Tag Archive | "conclusion"

Learning Disabilities – Your Edge to College Admission

Most of us jump in to a conclusion that when a person has learning disabilities, he or she will have a particularly difficult time getting admitted to any college. David Montesano, however, insists that we are all clouded by the wrong assumption.

Montesano, a college admission strategist, said that based on years of experience in College Match Educational Consultants students who have learning disabilities actually have high chances of admission in colleges.

Montesano said that colleges want diversity; and a learning disability is some sort of diversity. Also, colleges are often lenient with an applicant’s test scores and grades if presented with an evidence of learning disabilities. Learning disabilities will push colleges to be more considerate of class rankings, low grades, and standardized test scores.

As an example, Montesano said that students with learning disabilities who get a GPA of 3.4 can compete with normal students with a GPA of 3.7; the same way that colleges are more impressed with applicants who have learning disabilities with a GPA of 3.4 than a normal applicant with the same grades.

Instead of hiding learning disabilities in college applications, Montesano said it should be highlighted. Aside from proving that you indeed have learning disabilities by showing medical records and reports, you should also point out that impact of your disabilities to your grades.

Before you do that, however, Montesano said that it is best to verify if your college of choice is open to diversity. You cannot directly ask a college about this as they will definitely deny that they judge students based on such medical conditions; instead, ask around campus or look it up online.


Posted in Nation and WorldComments (0)

Coffee May Decrease Risks to Breast Cancer

Based on a study conducted by Swedish researchers, women who drink enough amounts of coffee everyday have lower risks of developing aggressive breast cancer.

Their study successfully linked drinking at least five cups of coffee a day to a significantly lowered reduction in ER-negative breast cancer or more commonly known as t he non-hormone responsive disease. However, they found no links between coffee consumption and ER-positive breast cancer.

Dr. Per Hal, co-author in the said study, said that daily intake of coffee may protect women against the aggressive form of breast cancer – ER-negative. Hal, however, admits that they do not have thorough details about this finding yet. For example, they do not know if there are specific coffee mixes that can affect women’s risk to breast cancer. What they do know though, is that the protective effect of coffee in general is striking.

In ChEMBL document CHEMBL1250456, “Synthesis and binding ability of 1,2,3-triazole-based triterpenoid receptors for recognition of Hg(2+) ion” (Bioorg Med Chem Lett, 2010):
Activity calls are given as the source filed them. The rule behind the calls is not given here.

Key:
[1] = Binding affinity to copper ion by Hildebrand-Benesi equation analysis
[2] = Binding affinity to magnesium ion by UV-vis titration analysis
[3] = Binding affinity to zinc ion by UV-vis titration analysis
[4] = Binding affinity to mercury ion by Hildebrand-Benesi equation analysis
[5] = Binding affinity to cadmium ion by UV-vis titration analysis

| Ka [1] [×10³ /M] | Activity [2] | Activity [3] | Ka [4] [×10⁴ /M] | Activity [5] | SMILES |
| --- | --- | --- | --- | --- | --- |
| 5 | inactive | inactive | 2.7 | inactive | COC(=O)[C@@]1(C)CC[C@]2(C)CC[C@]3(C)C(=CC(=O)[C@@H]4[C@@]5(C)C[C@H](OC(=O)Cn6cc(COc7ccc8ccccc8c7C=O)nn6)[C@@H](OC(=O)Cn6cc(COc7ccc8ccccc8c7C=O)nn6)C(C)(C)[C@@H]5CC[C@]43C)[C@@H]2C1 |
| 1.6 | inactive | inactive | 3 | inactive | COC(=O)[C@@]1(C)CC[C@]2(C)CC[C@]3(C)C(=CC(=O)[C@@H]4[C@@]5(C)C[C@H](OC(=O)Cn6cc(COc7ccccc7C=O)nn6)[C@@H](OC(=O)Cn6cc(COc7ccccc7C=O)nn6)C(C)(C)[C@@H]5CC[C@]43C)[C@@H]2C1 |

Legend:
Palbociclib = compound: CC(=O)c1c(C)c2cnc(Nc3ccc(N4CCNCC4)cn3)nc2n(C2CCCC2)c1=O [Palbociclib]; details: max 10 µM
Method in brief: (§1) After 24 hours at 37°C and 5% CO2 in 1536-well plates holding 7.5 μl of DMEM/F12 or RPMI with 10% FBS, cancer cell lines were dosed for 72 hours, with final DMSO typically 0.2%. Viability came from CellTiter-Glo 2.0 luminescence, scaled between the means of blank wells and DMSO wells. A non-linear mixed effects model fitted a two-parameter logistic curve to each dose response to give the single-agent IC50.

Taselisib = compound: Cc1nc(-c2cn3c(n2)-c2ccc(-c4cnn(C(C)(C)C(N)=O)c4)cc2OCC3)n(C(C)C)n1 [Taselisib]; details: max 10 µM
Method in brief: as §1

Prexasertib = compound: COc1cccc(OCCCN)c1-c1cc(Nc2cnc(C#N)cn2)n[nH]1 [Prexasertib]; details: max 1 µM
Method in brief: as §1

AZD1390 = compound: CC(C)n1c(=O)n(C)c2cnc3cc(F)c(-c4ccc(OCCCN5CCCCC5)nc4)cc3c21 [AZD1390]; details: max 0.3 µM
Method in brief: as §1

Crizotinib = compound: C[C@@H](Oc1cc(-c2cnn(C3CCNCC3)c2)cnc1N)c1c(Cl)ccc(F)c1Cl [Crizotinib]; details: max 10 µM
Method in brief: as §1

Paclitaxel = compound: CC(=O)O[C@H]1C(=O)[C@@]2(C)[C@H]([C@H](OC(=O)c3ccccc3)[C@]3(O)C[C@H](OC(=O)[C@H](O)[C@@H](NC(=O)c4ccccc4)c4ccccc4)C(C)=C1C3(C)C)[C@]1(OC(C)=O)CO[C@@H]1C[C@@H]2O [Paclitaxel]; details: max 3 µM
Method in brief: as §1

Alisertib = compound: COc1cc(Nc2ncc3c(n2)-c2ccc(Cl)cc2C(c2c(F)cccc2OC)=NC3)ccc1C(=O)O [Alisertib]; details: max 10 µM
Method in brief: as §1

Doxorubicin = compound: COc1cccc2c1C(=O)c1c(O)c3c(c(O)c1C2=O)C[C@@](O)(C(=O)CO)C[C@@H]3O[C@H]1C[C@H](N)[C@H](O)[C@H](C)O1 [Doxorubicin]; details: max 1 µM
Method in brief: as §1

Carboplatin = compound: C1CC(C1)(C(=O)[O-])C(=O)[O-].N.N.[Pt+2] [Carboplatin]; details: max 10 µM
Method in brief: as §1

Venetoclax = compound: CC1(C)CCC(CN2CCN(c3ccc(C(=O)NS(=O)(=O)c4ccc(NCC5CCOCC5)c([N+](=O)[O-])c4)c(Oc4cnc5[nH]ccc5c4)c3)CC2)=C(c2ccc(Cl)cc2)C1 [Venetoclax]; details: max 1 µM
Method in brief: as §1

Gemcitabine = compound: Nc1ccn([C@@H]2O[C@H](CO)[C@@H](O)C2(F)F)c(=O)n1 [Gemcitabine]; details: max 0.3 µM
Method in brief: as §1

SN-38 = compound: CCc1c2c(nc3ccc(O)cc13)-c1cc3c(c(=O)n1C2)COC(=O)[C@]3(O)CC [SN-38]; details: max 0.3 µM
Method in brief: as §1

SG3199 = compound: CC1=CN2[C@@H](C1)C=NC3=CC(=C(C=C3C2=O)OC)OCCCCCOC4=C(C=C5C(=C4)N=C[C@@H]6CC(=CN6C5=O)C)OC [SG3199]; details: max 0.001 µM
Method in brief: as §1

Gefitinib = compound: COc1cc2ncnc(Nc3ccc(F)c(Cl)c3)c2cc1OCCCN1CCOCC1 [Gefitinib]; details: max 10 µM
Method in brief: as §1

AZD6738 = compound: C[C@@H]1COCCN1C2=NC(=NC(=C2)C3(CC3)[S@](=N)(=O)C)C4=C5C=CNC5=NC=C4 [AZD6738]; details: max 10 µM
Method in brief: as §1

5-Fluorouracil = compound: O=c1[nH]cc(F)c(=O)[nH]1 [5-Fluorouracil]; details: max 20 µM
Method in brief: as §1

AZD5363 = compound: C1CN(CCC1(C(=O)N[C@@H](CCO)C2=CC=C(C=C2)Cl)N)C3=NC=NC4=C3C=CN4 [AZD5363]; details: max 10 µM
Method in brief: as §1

The study was reported online in the Breast Cancer Research website on May 11. It involved 5,929 Swedish women between 50 to 74 years old. Roughly half of that population have breast cancer.

Questionnaires were handed out to the participants which include questions like smoking, eating, and drinking pattern. Based on those questionnaires alone, the researchers noticed that women who drink a minimum of five cups of coffee per day have at least 33 percent lesser chance of having ER-negative breast cancer.

Hal, however, pointed out that consumers should not jump in to conclusion just yet. Although they saw an association between coffee and breast cancer, they have not yet proven that the two have a cause-and-effect relationship.

Their next step is to single out what specific chemical in the coffee that cause such dramatic decrease in ER-negative breast cancer risk.

Posted in HealthComments (0)

Mom Convicted After She Withheld Cancer Medications

A mother from Massachusetts who withheld chemotherapeutic drugs was convicted Tuesday. Those were supposed to be given at home from her autistic son who also has non-Hodgkins lymphoma. She was convicted of attempted murder after jurors dismissed Kristen LaBrie’s claim that she thought side effects of those drugs could kill her son.

LaBrie was decided guilty of child endangerment, as well as battery and assault for not giving her son, Jeremy Fraser, 5 months worth of cancer medications. The boy was diagnosed with cancer in 2006 and died three years later at the age of 9.

LaBrie said that she deliberately stopped her son’s cancer treatment because she was seeing his son get really sick from the medicine’s side effects. Prosecutors see this as her way of running away from her responsibilities as a single mother to Jeremy.

One of the jurors Paul Holladay said that it was easy for them to reach a decision on the minor charges but had a really difficult time discussing LaBrie’s attempted murder case. He further said that when the trial started, they did not think they’d find her guilty and neither did they want it to end up that way.

However, Holladay also said that as more pieces of evidence were reviewed, the more they were pushed to the conclusion that the single mother is guilty. LaBrie was aware of the implications and importance of the treatment for her son but continued to deprive him of it.

LaBrie became teary-eyed while the verdict was read but consoled her sister who was then sobbing in the front row. When she was led away, she mouthed “I love you” to her family.

Posted in HealthComments (0)